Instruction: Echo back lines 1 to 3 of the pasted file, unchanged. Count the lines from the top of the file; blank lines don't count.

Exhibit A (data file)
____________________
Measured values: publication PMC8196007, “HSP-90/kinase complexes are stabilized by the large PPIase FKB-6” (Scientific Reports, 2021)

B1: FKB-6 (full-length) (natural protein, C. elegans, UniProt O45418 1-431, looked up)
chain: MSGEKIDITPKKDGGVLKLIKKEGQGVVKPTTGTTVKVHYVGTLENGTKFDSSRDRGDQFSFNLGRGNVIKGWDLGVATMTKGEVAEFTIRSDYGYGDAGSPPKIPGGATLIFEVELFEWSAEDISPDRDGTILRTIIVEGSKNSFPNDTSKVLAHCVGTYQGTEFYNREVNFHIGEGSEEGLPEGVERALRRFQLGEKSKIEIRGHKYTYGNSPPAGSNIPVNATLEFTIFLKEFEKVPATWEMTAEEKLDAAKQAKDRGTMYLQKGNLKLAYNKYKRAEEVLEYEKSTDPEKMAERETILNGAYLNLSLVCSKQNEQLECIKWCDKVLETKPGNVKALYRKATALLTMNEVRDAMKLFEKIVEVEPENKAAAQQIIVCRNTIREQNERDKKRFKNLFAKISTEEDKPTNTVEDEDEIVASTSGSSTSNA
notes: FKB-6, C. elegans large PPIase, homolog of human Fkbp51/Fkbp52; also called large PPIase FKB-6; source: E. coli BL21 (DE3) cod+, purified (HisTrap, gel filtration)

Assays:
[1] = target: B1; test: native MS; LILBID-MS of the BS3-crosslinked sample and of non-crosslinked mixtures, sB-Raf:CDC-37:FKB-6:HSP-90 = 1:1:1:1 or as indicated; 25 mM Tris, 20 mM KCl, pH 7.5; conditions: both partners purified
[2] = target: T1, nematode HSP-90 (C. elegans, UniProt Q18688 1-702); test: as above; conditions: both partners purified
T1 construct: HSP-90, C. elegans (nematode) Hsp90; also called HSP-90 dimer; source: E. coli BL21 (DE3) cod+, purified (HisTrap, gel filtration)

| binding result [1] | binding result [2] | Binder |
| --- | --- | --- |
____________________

Measured values: publication PMC8196007, “HSP-90/kinase complexes are stabilized by the large PPIase FKB-6” (Scientific Reports, 2021)

B1: FKB-6 (full-length) (natural protein, C. elegans, UniProt O45418 1-431, looked up)
chain: MSGEKIDITPKKDGGVLKLIKKEGQGVVKPTTGTTVKVHYVGTLENGTKFDSSRDRGDQFSFNLGRGNVIKGWDLGVATMTKGEVAEFTIRSDYGYGDAGSPPKIPGGATLIFEVELFEWSAEDISPDRDGTILRTIIVEGSKNSFPNDTSKVLAHCVGTYQGTEFYNREVNFHIGEGSEEGLPEGVERALRRFQLGEKSKIEIRGHKYTYGNSPPAGSNIPVNATLEFTIFLKEFEKVPATWEMTAEEKLDAAKQAKDRGTMYLQKGNLKLAYNKYKRAEEVLEYEKSTDPEKMAERETILNGAYLNLSLVCSKQNEQLECIKWCDKVLETKPGNVKALYRKATALLTMNEVRDAMKLFEKIVEVEPENKAAAQQIIVCRNTIREQNERDKKRFKNLFAKISTEEDKPTNTVEDEDEIVASTSGSSTSNA